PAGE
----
Definition and Examples of Series EE Savings Bonds
Series EE savings bonds are an electronic savings bond issued by the U.S. Treasury. The bonds accrue interest until they are cashed in or mature after 30 years. The Treasury Department guarantees they will double in value after 20 years.
Savings bonds are considered safe investments because the U.S. government can use its authority to tax or inflate the money supply to pay them, and they are backed by “the full faith and credit” of the U.S. government.
Savings bonds also have tax advantages. Interest accrued on a Series EE savings bond is not subject to state or local tax. Federal tax on the interest can be delayed until the bonds are cashed in, or potentially avoided altogether if the savings bonds are used for eligible education expenses.
Because of their low risk, the interest rates on Series EE bonds are generally low. The interest rate is 0.10% per year as of 2022, but the Treasury Department guarantees that these bonds will double in value in 20 years. It will make a one-time adjustment to fulfill that guarantee if you hold the bonds that long.
Let’s say you buy $5,000 of Series EE bonds and hold them for 15 years. At the end of 15 years, your $5,000 would be worth $5,075.53, and the $75.53 of interest would be subject to federal income taxes. Waiting five more years would increase the value to $10,000 with the Treasury’s one-time upward adjustment.
How Series EE Savings Bonds Work
The Treasury no longer issues paper savings bonds. Savings bonds can only be purchased through the Treasury’s TreasuryDirect website. You can create an account and use it to purchase Series EE and other savings bonds, cash in bonds you currently hold, find the value of bonds you hold, or purchase a gift bond.
The Treasury sets the rate for Series EE bonds every six months, on May 1 and Nov. 1. For May 2022 through October 2022, the rate is 0.10%, which it’s been since November 2015. It hasn’t been above 1% since November 2011. Prior to 2005, the rate was set at 90% of the average yield of five-year Treasury bonds for the previous six months.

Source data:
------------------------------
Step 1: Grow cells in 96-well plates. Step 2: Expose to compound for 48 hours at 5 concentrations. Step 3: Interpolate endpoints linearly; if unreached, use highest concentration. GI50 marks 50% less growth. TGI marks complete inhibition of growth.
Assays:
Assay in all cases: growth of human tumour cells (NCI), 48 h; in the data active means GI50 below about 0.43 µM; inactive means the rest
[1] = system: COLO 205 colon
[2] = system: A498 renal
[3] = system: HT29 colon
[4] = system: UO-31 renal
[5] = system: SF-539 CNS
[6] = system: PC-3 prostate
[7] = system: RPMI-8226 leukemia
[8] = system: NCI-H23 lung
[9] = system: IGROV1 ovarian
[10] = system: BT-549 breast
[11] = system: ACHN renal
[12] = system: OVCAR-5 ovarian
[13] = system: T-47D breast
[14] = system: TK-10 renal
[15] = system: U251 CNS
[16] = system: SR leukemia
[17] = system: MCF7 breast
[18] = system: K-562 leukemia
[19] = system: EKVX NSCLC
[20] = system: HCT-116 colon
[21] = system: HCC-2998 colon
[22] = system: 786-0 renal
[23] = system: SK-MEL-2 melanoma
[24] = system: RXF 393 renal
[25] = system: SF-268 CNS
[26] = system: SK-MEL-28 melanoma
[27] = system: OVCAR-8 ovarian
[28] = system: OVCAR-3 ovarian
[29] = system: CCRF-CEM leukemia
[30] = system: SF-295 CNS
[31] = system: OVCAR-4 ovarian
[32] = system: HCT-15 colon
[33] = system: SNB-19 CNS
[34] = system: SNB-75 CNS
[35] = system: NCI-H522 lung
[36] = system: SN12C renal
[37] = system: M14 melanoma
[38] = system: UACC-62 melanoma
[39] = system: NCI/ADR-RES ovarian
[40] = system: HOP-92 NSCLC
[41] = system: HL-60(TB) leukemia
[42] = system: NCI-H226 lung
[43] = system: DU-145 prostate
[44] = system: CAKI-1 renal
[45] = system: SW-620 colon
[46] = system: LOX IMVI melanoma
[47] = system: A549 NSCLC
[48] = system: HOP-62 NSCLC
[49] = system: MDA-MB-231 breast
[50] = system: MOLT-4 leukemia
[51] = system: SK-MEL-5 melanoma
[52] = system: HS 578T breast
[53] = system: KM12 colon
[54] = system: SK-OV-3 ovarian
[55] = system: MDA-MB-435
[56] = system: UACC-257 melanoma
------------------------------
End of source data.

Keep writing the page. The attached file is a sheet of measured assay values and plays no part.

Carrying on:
Interest is not paid out to investors like it would be with a traditional bond. It is accrued on the investors account and paid to them when the bond is cashed on the TreasuryDirect website.
Bonds must be held at least one year and can be held up to 30 years. If bonds are redeemed within five years of purchase, the investor forfeits the previous three months’ worth of interest. After five years, the investor does not forfeit any interest.
Alternatives to Series EE Savings Bonds
Series EE savings bonds are not the only choices for fixed-income investments that are issued by governments. Here are some alternatives that can provide similar benefits of lower risk and reliable returns.
Series I Savings Bonds
Series I savings bonds are similar to Series EE and both are sold on the TreasuryDirect website. Series I savings bonds provide interest based on the current inflation rate, so they are designed to minimize the risks of inflation. They have the same tax advantages as Series EE bonds. You can purchase paper versions of Series I bonds with your tax refund.
Treasury Notes and Bills
In addition to savings bonds, which have long-term maturity lengths of between 10 and 30 years, the Treasury also issues shorter-term notes and bills. Treasury notes are medium-term bonds with maturities between two and 10 years. Treasury bills are short-term bonds with a maturity of less than a year.
Treasury bonds and notes are fixed-principal securities that pay semiannual interest and repay the principal at maturity. Treasury bills are zero-coupon bonds, meaning they pay no interest but trade at a discount to their face value.
Interest rates for Treasuries are set at issuance, then float on the active market. Unlike savings bonds, investors can purchase and sell Treasuries on the secondary market.
Like savings bonds, Treasuries backed by the “full faith and credit” of the U.S. government are considered to have no credit or default risk.
Municipal bonds, or munis, are similar to Treasuries, but are issued by government entities such as states, counties, cities, or villages to build public projects like roads or schools. Many munis pay tax-free interest to investors.
Munis generally are considered riskier than Treasuries because municipalities have less tax power than the federal government. Still, many munis are considered to be less risky than corporate bonds or other fixed-income investments.
- Series EE savings bonds are issued by the U.S. Treasury.
- Series EE savings bonds guarantee a double value for investors after 20 years.
- The interest rate as of July 2022 is 0.10%.
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